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The importance of listening

Elan S
Elan S
  • Updated

Good listening is essential for strong communication. But how do you demonstrate this? Adopting active listening techniques will help you become a better listener in a way that others will truly appreciate.


Why should I practice active listening?
Think of someone you consider to be a great listener. Do you trust this person? Do you like them? The answer to both is probably “yes”. We often view good listeners as being trustworthy. With active listening, you’ll help others see you as someone they can trust.


What is active listening?

Active listening is a practice where you’re truly engaged with your conversation partner to fully concentrate, understand, respond to, and remember what’s being said.

Active listening can be achieved by:

  • Paying attention. Hear what others are saying.
  • Using non-verbal cues. Show that you’re following the conversation and interested in what they have to say by nodding along and responding when appropriate.
  • Deferring judgment. Listen to their perspectives to understand and don’t assume their motivations.
  • Responding openly and respectfully. Tell them what you think or feel honestly and politely.


Common roadblocks to avoid with active listening

Listening bias

Try not to draw connections from what you hear to your own experience. It may not be exactly what the other person is saying. This can happen instinctively due to the desire to share similar stories.

What you can do to avoid it:

  • Resist interruptions. Respect your speaker and wait until they’re done talking.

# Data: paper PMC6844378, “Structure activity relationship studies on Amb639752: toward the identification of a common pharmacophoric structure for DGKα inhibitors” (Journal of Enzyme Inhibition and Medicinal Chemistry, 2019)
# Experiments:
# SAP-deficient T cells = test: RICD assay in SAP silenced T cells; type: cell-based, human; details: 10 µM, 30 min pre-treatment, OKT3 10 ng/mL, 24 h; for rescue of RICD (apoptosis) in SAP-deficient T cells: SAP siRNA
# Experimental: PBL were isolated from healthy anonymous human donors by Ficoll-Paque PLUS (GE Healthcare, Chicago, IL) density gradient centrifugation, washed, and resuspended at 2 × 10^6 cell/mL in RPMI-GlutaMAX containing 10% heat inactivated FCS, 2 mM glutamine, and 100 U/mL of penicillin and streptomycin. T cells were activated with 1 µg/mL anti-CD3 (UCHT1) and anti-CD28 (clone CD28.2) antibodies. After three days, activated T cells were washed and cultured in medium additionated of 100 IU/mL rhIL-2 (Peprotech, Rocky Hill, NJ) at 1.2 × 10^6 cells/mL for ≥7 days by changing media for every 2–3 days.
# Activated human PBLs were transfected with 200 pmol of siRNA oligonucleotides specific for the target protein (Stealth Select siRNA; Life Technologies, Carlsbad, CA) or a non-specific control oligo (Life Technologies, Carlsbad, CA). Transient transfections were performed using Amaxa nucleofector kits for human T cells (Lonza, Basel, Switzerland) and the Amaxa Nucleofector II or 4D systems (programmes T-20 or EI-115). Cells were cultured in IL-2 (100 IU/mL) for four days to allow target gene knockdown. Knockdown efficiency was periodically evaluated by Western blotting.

• Listen with empathy. Focus on their experience instead of your own.

Speaking too soon

Resist the urge to fill silence immediately and allow others time to use pauses to collect their thoughts. When they’re done, ask any questions or summarize what you heard to be sure your understanding is correct. This can go a long way, even if you didn’t get their message perfectly at first.

Forgetting information or to follow up

Feel free to ask for a moment to write something down so you’ll remember later — especially key details or action items. Others will be happy knowing they won’t need to repeat themselves later because you’re taking this extra step to remember.

Letting distractions win

Keep your phone out of sight, try to keep your mind from wandering, and avoid selectively listening while others are talking.

Practices to use for active listening

  • Reflecting: Repeat words back to the speaker as a question.
  • Paraphrasing: Use phrases like “What I’m hearing is…”, “It sounds like….”
  • Clarifying: Ask questions that start with “Do you mean…”, “Can you expand on….”
  • Summarizing: Recap what was said to make sure you’re understanding correctly
  • Inviting to talk: Ask the speaker to elaborate with phrases like “Do you want to share more about….”

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